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Looking for a New Job? Enlist Your “Unpaid Sales Force” in the Hunt

If you’re in the market for a new job, be sure to multiply your search efforts by recruiting your “unpaid sales force” to help. These are the people in your life who already know, like & trust you.

If you’re in the market for a new job, be sure to multiply your search efforts by recruiting your “unpaid sales force” to help.

Your “unpaid sales force” consists of the people in your life who already know, like and trust you—your family, friends and former colleagues. They’re the people who would love nothing better than to sing your praises to others and help you out, so it’s your job to educate them on the best way to do so.

Here’s what to do:

  • Make a list of your contacts. Use your cell phone contacts, email contacts, Christmas card list, etc. to pull together the list.
  • Send each person an email—or better yet, a letter in the mail—to let them know you’re looking for new job opportunities.
  • In the note, explain exactly what your ideal job would look like—the industry, job level, your preferred geographic location and work environment, etc.
  • Ask them to keep their eyes and ears open for available openings that fit your description.
  • Close the note by asking them to let you know if there’s anything you can do to help them out in return.

This way, when these people are at a cocktail party, on the golf course or at a PTO meeting and someone mentions that their company is hiring and the job seems like a match, they can say, “I have the perfect candidate for you! Let me tell you about him or her…”

Feeling a bit squeamish about putting yourself out there like this? That’s totally normal. Just ask yourself this question: How would you feel if one of the people you’re reaching out to  sent a similar note to you? Would you feel inconvenienced or annoyed—or would you be happy to help them out if the opportunity presented itself?

So, how do you feel about this approach? Share your thoughts in the comments below.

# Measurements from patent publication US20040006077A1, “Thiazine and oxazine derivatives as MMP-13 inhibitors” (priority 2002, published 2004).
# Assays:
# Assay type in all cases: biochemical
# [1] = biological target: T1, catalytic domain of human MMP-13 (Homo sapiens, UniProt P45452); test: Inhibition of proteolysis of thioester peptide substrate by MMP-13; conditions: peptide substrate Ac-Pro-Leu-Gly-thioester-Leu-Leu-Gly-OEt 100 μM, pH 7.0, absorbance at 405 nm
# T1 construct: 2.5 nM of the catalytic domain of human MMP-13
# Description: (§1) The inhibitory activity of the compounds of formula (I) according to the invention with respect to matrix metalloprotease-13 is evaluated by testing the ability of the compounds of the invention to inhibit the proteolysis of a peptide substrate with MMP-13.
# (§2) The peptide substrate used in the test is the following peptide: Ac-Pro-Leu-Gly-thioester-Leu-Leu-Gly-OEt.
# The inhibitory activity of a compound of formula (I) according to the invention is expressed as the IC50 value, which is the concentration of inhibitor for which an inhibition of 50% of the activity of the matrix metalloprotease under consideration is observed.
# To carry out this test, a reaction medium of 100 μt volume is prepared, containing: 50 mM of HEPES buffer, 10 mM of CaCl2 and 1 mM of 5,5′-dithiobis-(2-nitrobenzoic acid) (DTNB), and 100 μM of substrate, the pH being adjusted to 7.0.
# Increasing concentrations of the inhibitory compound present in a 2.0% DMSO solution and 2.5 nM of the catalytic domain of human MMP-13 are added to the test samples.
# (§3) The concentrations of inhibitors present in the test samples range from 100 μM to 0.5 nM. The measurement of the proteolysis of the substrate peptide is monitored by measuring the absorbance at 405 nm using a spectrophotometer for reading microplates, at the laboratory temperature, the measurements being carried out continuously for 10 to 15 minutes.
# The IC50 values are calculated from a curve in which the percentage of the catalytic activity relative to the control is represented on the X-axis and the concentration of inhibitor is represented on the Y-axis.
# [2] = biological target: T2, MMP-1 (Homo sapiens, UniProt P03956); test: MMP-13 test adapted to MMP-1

This post is contributed by a community member. The views expressed in this blog are those of the author and do not necessarily reflect those of Patch Media Corporation. Everyone is welcome to submit a post to Patch. If you'd like to post a blog, go here to get started.

JeffW June 15, 2012 at 01:19 PM
Speaking as someone who is currently in the middle of a job search, I think this approach comes off as tacky, desperate, and an imposition on your contacts. If they know you, they already know what you do, and that you're looking. If not, then they have little reason to waste their time with email spam. Shrug. LinkedIn is the proper place, imho, for letting your business contacts know your employment status and business background.
Dana D'Orsi June 15, 2012 at 04:42 PM
Thank you for your thoughts, Jeff. Here's a different take. I find that many times, family, friends and acquaintances might know your title or the general field you're in, but they don't really get what you do specifically. For example, your neighbor or cousin may know that you're a "Operations Manager" or "Quality Assurance Specialist" but they have no clue what that really means. (Speaking from experience, I was in the Communications/PR field for 8 years and my own parents never understood what I did.) So this tactic just helps educate the people who know you in case they hear about an opportunity that could be right for you. Also, many people look for a job while they're currently in another job--so the people in your "circle" might not already know that you're looking for something else. Certainly, LinkedIn is a great place for connecting with business contacts--but I think of this as an alternate strategy to expand your circle of professional supporters. I believe in using multiple strategies when looking for a job--and this is just one of the options I recommend. Of course, I certainly believe that someone should only use this strategy if they feel comfortable with it. So that's my take...Again, appreciate you taking the time to share your persepective. - Dana

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